Connect to an AWS VPC using subnet routes

Recent versions of Tailscale work fine even when nodes are placed behind an Amazon Managed NAT Gateway. However, because of the way the Managed NAT Gateway works, it blocks Tailscale’s direct UDP connections, which slows it down and adds latency.

To avoid this issue, you can install one Tailscale node on your AWS network and have it route traffic on behalf of your whole VPC (Virtual Private Cloud) subnet. This maximizes performance and minimizes bandwidth costs.

In the steps below, we’ll set up a fresh Amazon EC2 VPC with Amazon Managed NAT Gateway, then configure a Tailscale relay to offer secure access to that VPC. We’ll create a new VPC from scratch, but once you’re comfortable, you can adapt these instructions to set up Tailscale on an existing VPC too.

Step 1: Create an Elastic IP

From the AWS admin console, create an Elastic IP. This will be the IP of your Managed NAT Gateway.

Step 2: Create a VPC

Use the VPC with Public and Private Subnets configuration. This is most easily done through the VPC Wizard, option #2. In the wizard, give it a name, and assign the Elastic IP you created above to the NAT gateway. You can leave everything else at the default values.

Step 3: Create an EC2 relay

Create an instance with the following configuration:

  1. Use one of the supported linux distros.
  2. Assign the instance to the VPC you created above.
  3. Assign the instance to the public subnet of the VPC, and give it a public IP address.
  4. In the security groups configuration, allow inbound ssh. (We’ll need this during initial setup, but you can turn it off later.)
  5. Name the security group something distinctive, like “tailscale-relay”

Step 4: Install Tailscale on your EC2 relay

ssh into the EC2 instance and install Tailscale by following the install instructions for your distro.

Once installed, enable the Tailscale systemd service, and authenticate the machine to your Tailscale network by visiting a link in your browser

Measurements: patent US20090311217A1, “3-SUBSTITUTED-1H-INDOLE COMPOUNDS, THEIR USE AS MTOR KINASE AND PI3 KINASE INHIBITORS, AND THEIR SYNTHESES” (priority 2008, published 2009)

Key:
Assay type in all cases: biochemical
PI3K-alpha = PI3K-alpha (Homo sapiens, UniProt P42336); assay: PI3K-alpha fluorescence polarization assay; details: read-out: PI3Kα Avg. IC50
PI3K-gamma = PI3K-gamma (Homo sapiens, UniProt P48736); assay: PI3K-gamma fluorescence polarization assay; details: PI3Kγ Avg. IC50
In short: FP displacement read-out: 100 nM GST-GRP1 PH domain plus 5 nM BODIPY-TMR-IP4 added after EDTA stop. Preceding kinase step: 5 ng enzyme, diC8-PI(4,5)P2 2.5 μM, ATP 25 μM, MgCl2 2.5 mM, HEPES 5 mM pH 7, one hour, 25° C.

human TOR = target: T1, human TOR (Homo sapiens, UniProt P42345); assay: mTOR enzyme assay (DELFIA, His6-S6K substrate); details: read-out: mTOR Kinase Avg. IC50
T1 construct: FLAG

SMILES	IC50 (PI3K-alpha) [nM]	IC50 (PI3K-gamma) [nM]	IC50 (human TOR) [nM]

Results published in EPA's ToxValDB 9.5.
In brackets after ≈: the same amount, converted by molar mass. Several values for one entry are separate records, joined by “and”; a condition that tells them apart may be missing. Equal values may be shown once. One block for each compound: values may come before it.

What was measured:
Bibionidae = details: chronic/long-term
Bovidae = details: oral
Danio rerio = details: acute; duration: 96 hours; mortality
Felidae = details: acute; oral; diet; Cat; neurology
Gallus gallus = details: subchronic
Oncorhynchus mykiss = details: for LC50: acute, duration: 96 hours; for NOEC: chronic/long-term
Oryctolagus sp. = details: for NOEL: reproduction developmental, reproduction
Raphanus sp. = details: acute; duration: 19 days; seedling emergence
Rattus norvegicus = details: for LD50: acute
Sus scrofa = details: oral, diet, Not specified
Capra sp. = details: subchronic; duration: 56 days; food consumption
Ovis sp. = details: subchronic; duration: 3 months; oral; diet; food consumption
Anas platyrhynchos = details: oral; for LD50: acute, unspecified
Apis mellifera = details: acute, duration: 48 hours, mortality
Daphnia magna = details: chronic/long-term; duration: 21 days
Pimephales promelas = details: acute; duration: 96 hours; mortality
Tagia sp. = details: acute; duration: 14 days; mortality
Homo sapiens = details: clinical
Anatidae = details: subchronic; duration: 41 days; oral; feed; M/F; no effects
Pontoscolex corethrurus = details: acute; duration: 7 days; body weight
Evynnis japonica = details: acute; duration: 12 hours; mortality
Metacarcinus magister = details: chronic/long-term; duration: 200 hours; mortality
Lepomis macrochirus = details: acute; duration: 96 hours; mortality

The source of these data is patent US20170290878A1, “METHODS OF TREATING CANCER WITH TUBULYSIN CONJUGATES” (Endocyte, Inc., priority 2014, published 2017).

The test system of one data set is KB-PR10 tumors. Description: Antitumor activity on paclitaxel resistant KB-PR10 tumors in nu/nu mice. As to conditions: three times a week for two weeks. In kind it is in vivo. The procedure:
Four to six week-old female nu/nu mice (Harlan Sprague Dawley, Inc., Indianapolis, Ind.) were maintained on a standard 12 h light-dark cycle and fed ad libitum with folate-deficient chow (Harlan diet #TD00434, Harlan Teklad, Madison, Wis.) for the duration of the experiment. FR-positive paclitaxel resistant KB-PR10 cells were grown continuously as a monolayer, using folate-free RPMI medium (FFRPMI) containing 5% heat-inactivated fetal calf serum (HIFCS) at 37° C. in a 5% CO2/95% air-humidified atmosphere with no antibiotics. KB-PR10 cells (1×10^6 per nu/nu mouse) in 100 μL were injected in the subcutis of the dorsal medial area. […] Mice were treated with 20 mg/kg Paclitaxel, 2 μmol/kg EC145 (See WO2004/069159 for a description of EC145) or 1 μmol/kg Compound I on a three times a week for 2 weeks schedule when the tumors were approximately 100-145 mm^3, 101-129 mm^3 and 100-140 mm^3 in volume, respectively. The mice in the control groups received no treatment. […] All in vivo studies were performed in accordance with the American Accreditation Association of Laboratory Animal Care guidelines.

sudo systemctl enable --now tailscaled
sudo tailscale up --advertise-routes=,
--advertise-routes requires IP forwarding to be enabled. If you see an error about IP forwarding, follow these steps.

Step 5: Configure your Tailscale network

Visit the admin console and perform the following actions:

  1. Disable key expiry so that you don’t need to reauthenticate the server periodically.
  2. Authorize subnet routes on the machine, so that Tailscale distributes the and routes to the rest of your Tailscale network.

Step 6: Verify your connection

Check that you can ping the EC2 instance’s Tailscale IP address from your personal Tailscale machine (Windows, macOS, etc). You can find the Tailscale IP in the admin console, or by running tailscale ip -4 on the EC2 instance.

Step 7: Close off your firewall

Edit the “tailscale-relay” security group settings, and remove ssh access. At this point, you are able to ssh to the EC2 instance securely over Tailscale, so you can close the hole in your public-facing firewall.

Step 8: Create another EC2 instance to relay to

Create an EC2 private instance with the following configuration:

  1. Use one of the supported linux distros.
  2. Assign the instance to the VPC you created above.
  3. Assign the instance to the private subnet of the VPC, and do not give it a public IP.
  4. In the security groups configuration, allow all traffic inbound from the “tailscale-relay” security group.

ssh to your newly created private EC2 instance, using its private IP. The ssh session will flow through your Tailscale subnet router and into the private VPC.

4via6 subnet routers

If your network has subnets with overlapping IPv4 addresses, you can use the 4via6 subnet routers feature to ensure traffic from each node on your tailnet is routed to the correct device.

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